Many students find writing a difficult task. Writing to a formula, where are you replacing nouns and verbs to create a unique context is a great way to support your emerging writers. To support your budding authors, ask them to write a new story based on a familiar tale or a story you have recently shared in your classroom.
Get students knowledgeable and familiar with the process of adapting a book by using this process at the beginning of the year for a “getting to know me” project. Read Merle Peek’s Mary Wore Her Red Dress. Use the writing pattern in this story to have students share information about their skills and passions.
Have students adapt familiar stories to demonstrate their understanding of new vocabulary or to their knowledge of a topic you are studying in the classroom. Here are a few ideas and samples to help you find book titles that connect to your classroom learning goals.
Students at Woodward Academy created their own version of Judi Barrett’s Things that are MOST in the World. They began by brainstorming a list of superlatives as a class. Then, each student chose their favorite and wrote a sentence that provided a context clue to the meaning of the word. They used Wixie to type the sentence, draw their own illustrations and record a reading. All student pages were then combined into one class book.
Inspired by their media specialist’s reading of The Mitten by Jan Brett, second-grade students at Taylors Creek Elementary created a version using a setting in Georgia. Their story, The Adventure Hat, combined what they knew about the South from personal experience to choose an adventure hat and what they had learned about the ecosystems in Georgia. Students then worked in small teams to choose a Georgia animal species, and used Wixie to write and illustrate a page in the story. Work was combined together into a class story.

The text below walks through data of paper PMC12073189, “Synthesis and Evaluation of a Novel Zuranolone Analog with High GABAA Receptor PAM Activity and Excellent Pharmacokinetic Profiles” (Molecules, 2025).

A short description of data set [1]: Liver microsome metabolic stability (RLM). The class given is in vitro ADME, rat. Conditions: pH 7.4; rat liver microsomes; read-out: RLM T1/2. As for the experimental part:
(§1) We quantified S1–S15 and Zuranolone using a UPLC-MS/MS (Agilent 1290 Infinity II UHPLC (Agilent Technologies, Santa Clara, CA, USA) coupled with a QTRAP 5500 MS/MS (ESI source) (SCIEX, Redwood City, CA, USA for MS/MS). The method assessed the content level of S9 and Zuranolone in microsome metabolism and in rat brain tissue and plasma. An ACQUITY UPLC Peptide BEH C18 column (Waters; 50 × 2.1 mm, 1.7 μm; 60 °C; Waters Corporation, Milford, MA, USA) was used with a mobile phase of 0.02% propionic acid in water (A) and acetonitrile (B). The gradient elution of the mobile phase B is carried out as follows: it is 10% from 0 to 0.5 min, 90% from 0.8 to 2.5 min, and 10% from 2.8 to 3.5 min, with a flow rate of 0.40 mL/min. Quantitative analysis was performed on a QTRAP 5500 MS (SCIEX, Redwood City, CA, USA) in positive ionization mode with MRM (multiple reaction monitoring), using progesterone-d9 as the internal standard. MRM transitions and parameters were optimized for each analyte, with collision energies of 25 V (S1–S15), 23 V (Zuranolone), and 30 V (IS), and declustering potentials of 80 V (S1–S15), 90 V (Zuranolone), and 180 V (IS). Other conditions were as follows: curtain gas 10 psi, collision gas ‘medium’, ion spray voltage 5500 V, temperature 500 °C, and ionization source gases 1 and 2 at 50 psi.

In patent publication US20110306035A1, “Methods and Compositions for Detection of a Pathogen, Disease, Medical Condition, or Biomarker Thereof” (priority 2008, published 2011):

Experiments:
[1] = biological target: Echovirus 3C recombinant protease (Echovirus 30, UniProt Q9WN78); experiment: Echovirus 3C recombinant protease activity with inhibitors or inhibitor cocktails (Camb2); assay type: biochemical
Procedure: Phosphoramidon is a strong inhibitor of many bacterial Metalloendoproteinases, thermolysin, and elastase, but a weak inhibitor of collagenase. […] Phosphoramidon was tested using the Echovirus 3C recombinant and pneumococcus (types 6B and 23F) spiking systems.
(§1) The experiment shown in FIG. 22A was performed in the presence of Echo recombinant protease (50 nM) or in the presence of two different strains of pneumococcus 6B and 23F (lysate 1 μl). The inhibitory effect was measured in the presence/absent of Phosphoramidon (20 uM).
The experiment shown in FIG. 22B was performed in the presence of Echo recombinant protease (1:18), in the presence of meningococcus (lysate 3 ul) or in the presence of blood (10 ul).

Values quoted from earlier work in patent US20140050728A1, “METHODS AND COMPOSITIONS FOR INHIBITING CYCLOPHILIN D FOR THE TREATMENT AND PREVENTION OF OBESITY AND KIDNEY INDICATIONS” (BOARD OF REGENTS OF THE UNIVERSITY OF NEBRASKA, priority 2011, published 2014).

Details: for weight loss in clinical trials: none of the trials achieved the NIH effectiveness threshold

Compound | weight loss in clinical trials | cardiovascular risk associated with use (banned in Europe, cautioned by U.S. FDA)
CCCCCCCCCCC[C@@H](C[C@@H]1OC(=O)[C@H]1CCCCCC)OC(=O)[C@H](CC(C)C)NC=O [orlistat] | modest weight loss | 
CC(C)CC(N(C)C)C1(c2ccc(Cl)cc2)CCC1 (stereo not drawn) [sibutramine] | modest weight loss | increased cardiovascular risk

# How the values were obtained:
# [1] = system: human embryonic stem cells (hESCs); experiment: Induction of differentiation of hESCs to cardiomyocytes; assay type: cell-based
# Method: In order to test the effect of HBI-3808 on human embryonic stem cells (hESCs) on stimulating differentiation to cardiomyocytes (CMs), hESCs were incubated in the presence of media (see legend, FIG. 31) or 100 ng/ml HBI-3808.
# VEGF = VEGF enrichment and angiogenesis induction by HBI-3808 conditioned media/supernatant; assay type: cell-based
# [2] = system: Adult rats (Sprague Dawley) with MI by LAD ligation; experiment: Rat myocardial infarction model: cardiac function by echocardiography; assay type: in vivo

You could use a story like Diary of Worm by Doreen Cronin as the inspiration for a journal an animal found in your area. You could also use this model to share the story of a landmark, life cycle, or person you are studying. If you want student work to focus on behavior, you might use one of titles in Jane Yolen’s How Do Dinosaurs... series. Students could create their own how-to books after reading Kate Messner’s How to Read a Story or even Edith Baer’s This is the Way We Go to School.
Print out each student’s page and bind them together to create a printed version you can keep in your classroom library. If students created individual pages using Wixie, combine them together using Wixie’s Import Pages feature. Have your class read and share their book with younger students at your school or students at a local school studying the same topic.
If you want a more professional looking published product, export student work as JPG files and upload to a photo-sharing site. Then, use the site’s features to publish the book. If you can’t get funding to create a book for each student, share the link to the finished “photo” book for individual parents to purchase.